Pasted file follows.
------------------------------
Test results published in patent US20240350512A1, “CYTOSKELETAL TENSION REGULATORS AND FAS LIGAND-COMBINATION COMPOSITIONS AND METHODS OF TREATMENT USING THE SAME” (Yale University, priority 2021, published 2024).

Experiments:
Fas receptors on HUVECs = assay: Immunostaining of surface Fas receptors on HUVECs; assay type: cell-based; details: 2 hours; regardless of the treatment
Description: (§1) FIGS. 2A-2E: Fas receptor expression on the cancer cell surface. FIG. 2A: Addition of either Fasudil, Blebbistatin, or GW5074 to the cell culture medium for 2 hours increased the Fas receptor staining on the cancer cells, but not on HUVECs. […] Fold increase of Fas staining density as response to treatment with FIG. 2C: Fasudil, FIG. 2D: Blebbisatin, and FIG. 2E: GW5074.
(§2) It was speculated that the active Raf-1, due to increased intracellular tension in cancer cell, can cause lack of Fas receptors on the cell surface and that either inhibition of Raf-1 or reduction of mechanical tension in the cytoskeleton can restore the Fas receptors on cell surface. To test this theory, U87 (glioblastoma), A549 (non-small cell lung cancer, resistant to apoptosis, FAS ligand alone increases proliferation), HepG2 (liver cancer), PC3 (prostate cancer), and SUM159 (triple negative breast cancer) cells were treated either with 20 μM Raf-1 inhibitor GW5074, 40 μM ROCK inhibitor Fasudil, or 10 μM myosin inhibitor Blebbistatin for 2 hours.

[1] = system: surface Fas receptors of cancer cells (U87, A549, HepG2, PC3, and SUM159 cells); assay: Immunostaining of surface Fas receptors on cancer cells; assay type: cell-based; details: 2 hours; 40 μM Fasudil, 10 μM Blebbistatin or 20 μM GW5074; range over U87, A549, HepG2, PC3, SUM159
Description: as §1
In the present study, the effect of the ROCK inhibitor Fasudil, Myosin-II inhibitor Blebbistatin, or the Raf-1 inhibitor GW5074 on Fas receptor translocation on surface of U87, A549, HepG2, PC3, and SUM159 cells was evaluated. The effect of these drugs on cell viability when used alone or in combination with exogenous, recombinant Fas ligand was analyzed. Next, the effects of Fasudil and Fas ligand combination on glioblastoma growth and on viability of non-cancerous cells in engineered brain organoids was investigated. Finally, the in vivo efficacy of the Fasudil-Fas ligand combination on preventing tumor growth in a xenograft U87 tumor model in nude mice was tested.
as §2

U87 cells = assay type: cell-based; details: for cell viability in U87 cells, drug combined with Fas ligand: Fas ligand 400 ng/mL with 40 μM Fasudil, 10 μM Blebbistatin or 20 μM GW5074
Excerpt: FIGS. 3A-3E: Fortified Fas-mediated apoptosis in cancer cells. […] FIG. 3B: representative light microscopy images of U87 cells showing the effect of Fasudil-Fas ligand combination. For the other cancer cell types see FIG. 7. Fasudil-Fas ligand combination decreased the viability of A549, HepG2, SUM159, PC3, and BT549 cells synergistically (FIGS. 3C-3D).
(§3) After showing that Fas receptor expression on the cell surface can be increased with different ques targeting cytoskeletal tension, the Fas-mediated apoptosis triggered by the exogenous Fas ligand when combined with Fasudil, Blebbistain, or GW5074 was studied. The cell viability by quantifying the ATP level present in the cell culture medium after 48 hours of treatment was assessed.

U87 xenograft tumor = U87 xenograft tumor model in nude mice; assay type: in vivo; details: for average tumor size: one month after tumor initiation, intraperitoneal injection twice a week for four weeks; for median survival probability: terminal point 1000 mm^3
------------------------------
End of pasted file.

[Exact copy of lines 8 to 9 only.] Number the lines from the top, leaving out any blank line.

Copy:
In the present study, the effect of the ROCK inhibitor Fasudil, Myosin-II inhibitor Blebbistatin, or the Raf-1 inhibitor GW5074 on Fas receptor translocation on surface of U87, A549, HepG2, PC3, and SUM159 cells was evaluated. The effect of these drugs on cell viability when used alone or in combination with exogenous, recombinant Fas ligand was analyzed. Next, the effects of Fasudil and Fas ligand combination on glioblastoma growth and on viability of non-cancerous cells in engineered brain organoids was investigated. Finally, the in vivo efficacy of the Fasudil-Fas ligand combination on preventing tumor growth in a xenograft U87 tumor model in nude mice was tested.
as §2